How to deal with territory border disputes

27/06/2018 08:00 | Start a business

Franchise territory disputes

Before you sign a franchise agreement, it's essential that you understand your obligations as well as the franchisors’ responsibilities. By being fully informed, you’ll know what to expect and what is expected of you. Understanding these points will minimise the risk of disputes occurring between you and the franchisor.

The importance of due diligence

When you’ve found a franchise that fits with you, your lifestyle and your ambitions you must perform the necessary due diligence. This research includes doing checks on the franchisor and the performance of the business. You’ll need to request a copy of the franchise agreement to review alongside a solicitor that specialises in franchising. An experienced and knowledgeable solicitor will help you to assess whether you’re looking to invest in the most profitable franchise you can.

During your due diligence, you'll consider the issue of territory. This is the area in which you'll be permitted to operate your business. There are many aspects to a territory which you need to take into account. You'll need to assess the size of the area to be sure that there are sufficient potential customers to sustain a profitable business. The territory will also be granted on an exclusive or non-exclusive basis, or you’ll be offered no territory at all. Each of these options will have an impact on your franchise.

The more you understand about your territory before paying the franchise fee the better. Disputes surrounding territorial issues are quite common, so it's best to know where you stand. You’ll want to know your rights if the franchisor attempts to open another franchise in your area.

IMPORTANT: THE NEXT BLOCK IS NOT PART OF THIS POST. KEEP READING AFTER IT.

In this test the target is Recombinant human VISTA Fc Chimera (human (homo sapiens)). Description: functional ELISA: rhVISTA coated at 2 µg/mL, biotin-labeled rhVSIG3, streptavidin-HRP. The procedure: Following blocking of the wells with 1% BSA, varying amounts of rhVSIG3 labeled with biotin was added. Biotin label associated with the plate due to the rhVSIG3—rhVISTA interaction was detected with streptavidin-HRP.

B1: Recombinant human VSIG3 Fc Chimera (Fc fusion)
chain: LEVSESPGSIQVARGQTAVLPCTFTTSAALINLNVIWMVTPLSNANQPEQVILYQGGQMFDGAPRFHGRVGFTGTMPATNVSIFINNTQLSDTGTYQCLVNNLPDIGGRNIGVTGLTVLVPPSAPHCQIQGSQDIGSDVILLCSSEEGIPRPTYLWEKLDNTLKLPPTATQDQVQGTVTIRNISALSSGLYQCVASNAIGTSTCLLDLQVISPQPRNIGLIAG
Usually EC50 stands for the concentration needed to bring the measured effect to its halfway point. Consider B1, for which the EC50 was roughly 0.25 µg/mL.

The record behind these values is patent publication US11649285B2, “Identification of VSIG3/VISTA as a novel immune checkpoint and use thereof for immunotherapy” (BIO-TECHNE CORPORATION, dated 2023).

Here are some tips to make sure that when you part with the franchise fee, you’re getting what you pay for when it comes to your territory.

Insist on specific boundaries

Your territory and its boundaries should be clearly defined in the franchise agreement. Request that specific measures are used such as population size or postcode area. Vague and confusing territories, such as ‘an hour drive from X’ should be avoided.

Ensure that the exclusivity expands to the franchisor

Your franchise contract may state that the franchisor cannot grant another franchisee the rights to operate in your area but what about them? Be sure that you haven't overlooked the fact that the franchisor is within their rights to open a franchise themselves if your territory turns out to be lucrative.

Understand the circumstances in which your exclusivity could be removed

It’s quite common for franchise agreements to contain provisions that allow the franchisor to remove your protected territory in certain circumstances. This could include refusal or inability to pay royalty fees on time or failure to meet performance targets. Be careful though, franchise documentation can be lengthy and complicated to understand, and the provisions may be in a different section to your territory details. Further evidence that the need for a franchise solicitor is so essential.